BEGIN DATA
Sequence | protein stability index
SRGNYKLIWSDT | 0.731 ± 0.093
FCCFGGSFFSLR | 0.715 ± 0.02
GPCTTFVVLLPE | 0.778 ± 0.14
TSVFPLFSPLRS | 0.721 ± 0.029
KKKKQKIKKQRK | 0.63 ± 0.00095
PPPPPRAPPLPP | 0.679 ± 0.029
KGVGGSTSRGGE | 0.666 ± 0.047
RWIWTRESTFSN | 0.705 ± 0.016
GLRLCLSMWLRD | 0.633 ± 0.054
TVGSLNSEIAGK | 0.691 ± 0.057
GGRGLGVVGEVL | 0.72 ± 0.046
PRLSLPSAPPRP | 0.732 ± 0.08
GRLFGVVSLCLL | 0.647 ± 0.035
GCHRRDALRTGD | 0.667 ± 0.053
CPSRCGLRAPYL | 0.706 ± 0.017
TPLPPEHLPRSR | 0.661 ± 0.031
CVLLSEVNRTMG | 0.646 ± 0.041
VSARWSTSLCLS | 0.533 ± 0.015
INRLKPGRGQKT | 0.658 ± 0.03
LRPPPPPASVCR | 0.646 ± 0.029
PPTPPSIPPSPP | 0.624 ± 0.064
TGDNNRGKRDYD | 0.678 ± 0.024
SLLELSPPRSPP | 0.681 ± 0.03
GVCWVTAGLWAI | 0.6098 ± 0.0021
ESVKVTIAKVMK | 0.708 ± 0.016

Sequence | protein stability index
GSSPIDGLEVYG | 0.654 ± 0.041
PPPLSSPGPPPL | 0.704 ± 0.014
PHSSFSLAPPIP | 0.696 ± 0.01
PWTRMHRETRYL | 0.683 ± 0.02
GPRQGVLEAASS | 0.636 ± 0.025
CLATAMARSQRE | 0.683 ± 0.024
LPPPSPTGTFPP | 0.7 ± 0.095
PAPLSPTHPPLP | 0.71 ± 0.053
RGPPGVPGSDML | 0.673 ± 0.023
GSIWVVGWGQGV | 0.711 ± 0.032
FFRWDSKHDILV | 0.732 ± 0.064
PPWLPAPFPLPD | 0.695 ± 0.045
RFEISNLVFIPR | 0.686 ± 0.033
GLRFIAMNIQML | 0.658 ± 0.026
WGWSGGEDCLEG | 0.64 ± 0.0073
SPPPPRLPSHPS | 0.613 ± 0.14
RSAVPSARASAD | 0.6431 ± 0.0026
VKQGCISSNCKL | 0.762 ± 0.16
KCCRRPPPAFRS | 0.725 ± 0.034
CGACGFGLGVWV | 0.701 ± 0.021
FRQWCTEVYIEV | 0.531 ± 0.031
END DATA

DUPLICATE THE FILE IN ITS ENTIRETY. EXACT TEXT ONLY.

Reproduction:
Sequence | protein stability index
SRGNYKLIWSDT | 0.731 ± 0.093
FCCFGGSFFSLR | 0.715 ± 0.02
GPCTTFVVLLPE | 0.778 ± 0.14
TSVFPLFSPLRS | 0.721 ± 0.029
KKKKQKIKKQRK | 0.63 ± 0.00095
PPPPPRAPPLPP | 0.679 ± 0.029
KGVGGSTSRGGE | 0.666 ± 0.047
RWIWTRESTFSN | 0.705 ± 0.016
GLRLCLSMWLRD | 0.633 ± 0.054
TVGSLNSEIAGK | 0.691 ± 0.057
GGRGLGVVGEVL | 0.72 ± 0.046
PRLSLPSAPPRP | 0.732 ± 0.08
GRLFGVVSLCLL | 0.647 ± 0.035
GCHRRDALRTGD | 0.667 ± 0.053
CPSRCGLRAPYL | 0.706 ± 0.017
TPLPPEHLPRSR | 0.661 ± 0.031
CVLLSEVNRTMG | 0.646 ± 0.041
VSARWSTSLCLS | 0.533 ± 0.015
INRLKPGRGQKT | 0.658 ± 0.03
LRPPPPPASVCR | 0.646 ± 0.029
PPTPPSIPPSPP | 0.624 ± 0.064
TGDNNRGKRDYD | 0.678 ± 0.024
SLLELSPPRSPP | 0.681 ± 0.03
GVCWVTAGLWAI | 0.6098 ± 0.0021
ESVKVTIAKVMK | 0.708 ± 0.016

Sequence | protein stability index
GSSPIDGLEVYG | 0.654 ± 0.041
PPPLSSPGPPPL | 0.704 ± 0.014
PHSSFSLAPPIP | 0.696 ± 0.01
PWTRMHRETRYL | 0.683 ± 0.02
GPRQGVLEAASS | 0.636 ± 0.025
CLATAMARSQRE | 0.683 ± 0.024
LPPPSPTGTFPP | 0.7 ± 0.095
PAPLSPTHPPLP | 0.71 ± 0.053
RGPPGVPGSDML | 0.673 ± 0.023
GSIWVVGWGQGV | 0.711 ± 0.032
FFRWDSKHDILV | 0.732 ± 0.064
PPWLPAPFPLPD | 0.695 ± 0.045
RFEISNLVFIPR | 0.686 ± 0.033
GLRFIAMNIQML | 0.658 ± 0.026
WGWSGGEDCLEG | 0.64 ± 0.0073
SPPPPRLPSHPS | 0.613 ± 0.14
RSAVPSARASAD | 0.6431 ± 0.0026
VKQGCISSNCKL | 0.762 ± 0.16
KCCRRPPPAFRS | 0.725 ± 0.034
CGACGFGLGVWV | 0.701 ± 0.021
FRQWCTEVYIEV | 0.531 ± 0.031